Nelson Mandela, Aung San Suu Kyi, Martin Luther King, Jr. and Abraham Lincoln—all incredible social leaders who impacted the world in which they operated. Their success had nothing to do with being online, being on the right channels or knowing what time to post. It was about the ability to bring people together, facilitate agreements through communication, and collaborate to drive efforts towards one common direction. A social leader has the vision to bring about change and the ability to convince others that it can be done.

There are the traditional characteristics that make up a good leader. But to be a social leader, you need to have certain traits that make you enigmatic. These traits are what give some leaders an aura, a charm that makes other people want to work for them. They are the ability to:

  • Communicate
  • Collaborate
  • Be open-minded
  • Have confidence
  • Be proactive

If you’ve got the five characteristics above, then you can start focusing on the following actions to get things done:

Bring People Together

If you’ve ever worked with someone who’s great at disaster management, you know how powerful the ability to bring people together is. Bringing people together around a cause, be it to achieve a goal for the organization or to create a movement to drive a movement, is the most important action that social leaders can perform.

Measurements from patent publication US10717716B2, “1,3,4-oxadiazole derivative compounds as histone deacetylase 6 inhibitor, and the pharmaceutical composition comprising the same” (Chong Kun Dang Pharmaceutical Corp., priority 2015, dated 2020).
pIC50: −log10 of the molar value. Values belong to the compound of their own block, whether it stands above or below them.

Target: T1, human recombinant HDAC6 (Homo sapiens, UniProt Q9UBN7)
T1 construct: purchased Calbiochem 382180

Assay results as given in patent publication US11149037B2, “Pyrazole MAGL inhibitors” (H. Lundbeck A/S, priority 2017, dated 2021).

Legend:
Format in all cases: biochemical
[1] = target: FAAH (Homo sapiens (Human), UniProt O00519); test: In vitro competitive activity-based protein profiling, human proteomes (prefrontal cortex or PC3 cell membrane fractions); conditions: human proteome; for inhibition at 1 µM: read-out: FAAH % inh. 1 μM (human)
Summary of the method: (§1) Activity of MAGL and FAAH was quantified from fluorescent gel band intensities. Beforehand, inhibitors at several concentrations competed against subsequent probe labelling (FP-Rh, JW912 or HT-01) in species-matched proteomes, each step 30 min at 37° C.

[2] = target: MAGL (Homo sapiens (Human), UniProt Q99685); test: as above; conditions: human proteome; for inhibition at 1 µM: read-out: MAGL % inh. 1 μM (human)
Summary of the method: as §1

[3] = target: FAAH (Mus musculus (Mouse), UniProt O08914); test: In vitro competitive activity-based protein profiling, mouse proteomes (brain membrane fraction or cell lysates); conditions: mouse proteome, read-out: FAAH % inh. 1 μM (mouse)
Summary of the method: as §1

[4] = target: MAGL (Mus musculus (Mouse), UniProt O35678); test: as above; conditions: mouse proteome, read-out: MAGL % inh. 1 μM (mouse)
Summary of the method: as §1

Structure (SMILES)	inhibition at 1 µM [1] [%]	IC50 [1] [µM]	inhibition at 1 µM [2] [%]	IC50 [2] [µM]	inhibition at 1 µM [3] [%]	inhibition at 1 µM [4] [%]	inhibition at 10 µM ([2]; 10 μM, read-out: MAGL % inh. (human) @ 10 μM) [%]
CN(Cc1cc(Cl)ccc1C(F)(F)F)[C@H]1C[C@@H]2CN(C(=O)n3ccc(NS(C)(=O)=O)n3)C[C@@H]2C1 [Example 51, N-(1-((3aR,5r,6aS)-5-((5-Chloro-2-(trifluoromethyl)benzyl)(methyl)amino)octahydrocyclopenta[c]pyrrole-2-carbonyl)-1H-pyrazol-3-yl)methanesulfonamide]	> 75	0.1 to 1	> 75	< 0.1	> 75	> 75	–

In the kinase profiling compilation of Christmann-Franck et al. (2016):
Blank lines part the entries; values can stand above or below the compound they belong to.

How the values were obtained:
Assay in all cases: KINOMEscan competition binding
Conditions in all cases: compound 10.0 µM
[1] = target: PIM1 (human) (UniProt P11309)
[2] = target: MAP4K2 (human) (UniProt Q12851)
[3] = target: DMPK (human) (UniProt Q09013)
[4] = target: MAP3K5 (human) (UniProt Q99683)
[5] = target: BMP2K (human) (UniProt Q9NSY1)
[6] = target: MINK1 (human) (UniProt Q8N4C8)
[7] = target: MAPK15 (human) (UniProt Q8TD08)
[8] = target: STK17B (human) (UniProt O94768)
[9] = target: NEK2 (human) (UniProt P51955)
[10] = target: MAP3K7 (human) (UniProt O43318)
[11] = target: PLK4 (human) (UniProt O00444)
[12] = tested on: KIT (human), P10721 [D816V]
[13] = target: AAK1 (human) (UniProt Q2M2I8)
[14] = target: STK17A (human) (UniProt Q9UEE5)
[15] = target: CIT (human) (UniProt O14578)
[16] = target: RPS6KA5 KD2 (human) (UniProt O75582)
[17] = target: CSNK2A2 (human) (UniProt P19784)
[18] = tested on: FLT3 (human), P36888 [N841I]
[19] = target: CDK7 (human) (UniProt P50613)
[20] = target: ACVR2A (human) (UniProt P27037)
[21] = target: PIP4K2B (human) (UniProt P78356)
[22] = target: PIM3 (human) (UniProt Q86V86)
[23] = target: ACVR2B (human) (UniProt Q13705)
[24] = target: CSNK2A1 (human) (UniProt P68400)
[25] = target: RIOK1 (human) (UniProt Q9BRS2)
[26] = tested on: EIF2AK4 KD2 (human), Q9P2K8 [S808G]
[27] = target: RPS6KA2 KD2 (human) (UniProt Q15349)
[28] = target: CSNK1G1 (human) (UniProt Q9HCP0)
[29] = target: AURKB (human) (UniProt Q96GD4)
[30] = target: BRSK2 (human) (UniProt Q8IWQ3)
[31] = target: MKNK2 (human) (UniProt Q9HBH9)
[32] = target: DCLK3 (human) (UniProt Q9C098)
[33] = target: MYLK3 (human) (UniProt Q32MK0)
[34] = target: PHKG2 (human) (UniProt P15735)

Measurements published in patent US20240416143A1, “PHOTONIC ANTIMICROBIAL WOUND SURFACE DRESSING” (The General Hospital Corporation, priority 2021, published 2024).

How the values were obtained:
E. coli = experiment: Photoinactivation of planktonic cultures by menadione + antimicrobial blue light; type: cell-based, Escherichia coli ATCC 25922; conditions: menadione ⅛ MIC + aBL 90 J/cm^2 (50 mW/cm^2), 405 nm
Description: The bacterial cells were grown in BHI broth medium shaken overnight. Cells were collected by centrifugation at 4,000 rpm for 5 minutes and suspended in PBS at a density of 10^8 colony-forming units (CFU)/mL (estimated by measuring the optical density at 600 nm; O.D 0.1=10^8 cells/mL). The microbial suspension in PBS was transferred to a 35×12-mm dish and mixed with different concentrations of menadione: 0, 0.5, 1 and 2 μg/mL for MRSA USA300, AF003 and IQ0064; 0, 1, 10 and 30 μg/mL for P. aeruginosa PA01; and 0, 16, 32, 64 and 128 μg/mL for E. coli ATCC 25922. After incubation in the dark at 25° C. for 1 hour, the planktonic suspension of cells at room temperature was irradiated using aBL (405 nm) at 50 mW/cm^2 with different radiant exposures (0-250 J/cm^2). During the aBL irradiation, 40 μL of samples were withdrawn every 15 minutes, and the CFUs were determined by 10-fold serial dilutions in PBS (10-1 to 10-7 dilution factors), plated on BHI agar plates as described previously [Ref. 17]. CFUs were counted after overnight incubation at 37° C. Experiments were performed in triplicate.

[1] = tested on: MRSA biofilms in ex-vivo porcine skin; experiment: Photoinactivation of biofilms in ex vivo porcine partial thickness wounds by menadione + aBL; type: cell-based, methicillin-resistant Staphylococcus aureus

Action 1: Bring people together by following the ripple effect—reach out to your closest, most trusted network and have them do the same. The number of people you’re able to connect is directly proportional to the strength of your core group of people.

Facilitate Agreements

We all know that just because people are close-knit or are part of the same team doesn’t mean they have the same views. In fact, having a healthy amount of conflict is a defining factor of the strongest teams. As a social leader, you must be able to facilitate agreements as these differences arise.

Action 2: A social leader will never take sides. To get people to come to agreements, you must facilitate the communications and follow up on actions afterwards. Let people come to their decisions. You just have to make sure that they get there.

Communicate and Collaborate

Email, phone calls, meetings, just talking to someone while you get from point A to point B—it’s all part of the daily routine of a social leader. There’s usually no such thing as “it’s too late to talk now.” Social leaders will communicate and collaborate as the thought strikes when a personal drive is at the highest.

Action 3: Social leaders aren’t afraid of talking out half-baked ideas. In fact, they know that conversation and collaboration is one of the best ways to mold and grow a concept rather than thinking about it on their own. In short, many heads are better than one.

It takes a very special kind of personality to be a truly social leader. One who believes in the power of others, who knows they’re not always right, and who accepts that there is always something more to be learned. I think if you’re able to ascend to this type of leadership, you’ll probably have a lot more fun getting things done.

Photo Credit: fitness360 via Compfight cc

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